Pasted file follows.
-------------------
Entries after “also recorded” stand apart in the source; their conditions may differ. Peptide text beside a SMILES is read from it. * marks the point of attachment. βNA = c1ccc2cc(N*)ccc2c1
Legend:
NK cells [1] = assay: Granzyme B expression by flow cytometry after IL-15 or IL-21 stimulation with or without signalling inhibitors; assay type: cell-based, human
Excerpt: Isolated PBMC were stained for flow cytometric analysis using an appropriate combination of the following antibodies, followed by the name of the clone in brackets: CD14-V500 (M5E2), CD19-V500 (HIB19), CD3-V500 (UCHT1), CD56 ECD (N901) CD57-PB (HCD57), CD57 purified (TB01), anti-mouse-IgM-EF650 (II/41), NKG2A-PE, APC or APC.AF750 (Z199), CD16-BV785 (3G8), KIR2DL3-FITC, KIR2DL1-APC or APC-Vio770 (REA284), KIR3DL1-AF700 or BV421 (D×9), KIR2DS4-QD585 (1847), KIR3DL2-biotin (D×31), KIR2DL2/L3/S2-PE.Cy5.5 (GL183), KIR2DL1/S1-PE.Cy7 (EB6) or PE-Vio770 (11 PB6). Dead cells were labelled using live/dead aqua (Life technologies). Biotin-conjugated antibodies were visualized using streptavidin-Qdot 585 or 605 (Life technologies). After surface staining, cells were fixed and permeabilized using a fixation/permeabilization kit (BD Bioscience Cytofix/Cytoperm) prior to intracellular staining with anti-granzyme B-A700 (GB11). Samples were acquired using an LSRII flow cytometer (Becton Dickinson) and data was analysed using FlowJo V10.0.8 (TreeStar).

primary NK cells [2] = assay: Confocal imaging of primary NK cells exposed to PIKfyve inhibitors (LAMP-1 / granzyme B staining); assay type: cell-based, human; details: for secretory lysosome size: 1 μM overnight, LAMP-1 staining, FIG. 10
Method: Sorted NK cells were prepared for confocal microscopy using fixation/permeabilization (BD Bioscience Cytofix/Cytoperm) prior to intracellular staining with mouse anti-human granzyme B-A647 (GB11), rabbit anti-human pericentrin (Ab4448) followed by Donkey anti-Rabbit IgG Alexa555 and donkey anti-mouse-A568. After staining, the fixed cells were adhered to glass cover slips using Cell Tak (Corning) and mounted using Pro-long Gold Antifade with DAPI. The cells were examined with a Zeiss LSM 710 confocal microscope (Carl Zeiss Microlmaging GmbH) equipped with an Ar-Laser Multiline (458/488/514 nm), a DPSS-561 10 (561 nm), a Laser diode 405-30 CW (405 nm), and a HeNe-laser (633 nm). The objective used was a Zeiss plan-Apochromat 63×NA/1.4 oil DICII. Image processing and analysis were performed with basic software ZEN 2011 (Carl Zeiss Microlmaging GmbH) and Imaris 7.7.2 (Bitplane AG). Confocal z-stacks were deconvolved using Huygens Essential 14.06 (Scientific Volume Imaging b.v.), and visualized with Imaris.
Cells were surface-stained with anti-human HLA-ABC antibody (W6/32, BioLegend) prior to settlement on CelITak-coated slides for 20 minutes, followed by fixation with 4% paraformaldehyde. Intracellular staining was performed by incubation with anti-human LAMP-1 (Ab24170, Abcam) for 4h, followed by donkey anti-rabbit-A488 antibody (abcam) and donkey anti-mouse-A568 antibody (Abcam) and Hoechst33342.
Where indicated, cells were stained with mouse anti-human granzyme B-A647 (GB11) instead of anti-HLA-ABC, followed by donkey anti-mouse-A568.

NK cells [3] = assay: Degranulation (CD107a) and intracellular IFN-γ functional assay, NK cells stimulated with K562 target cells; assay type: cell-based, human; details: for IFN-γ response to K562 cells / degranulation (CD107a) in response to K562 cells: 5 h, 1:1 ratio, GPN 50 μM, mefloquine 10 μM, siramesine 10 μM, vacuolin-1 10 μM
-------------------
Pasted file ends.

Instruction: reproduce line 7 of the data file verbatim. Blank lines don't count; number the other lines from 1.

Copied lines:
Cells were surface-stained with anti-human HLA-ABC antibody (W6/32, BioLegend) prior to settlement on CelITak-coated slides for 20 minutes, followed by fixation with 4% paraformaldehyde. Intracellular staining was performed by incubation with anti-human LAMP-1 (Ab24170, Abcam) for 4h, followed by donkey anti-rabbit-A488 antibody (abcam) and donkey anti-mouse-A568 antibody (Abcam) and Hoechst33342.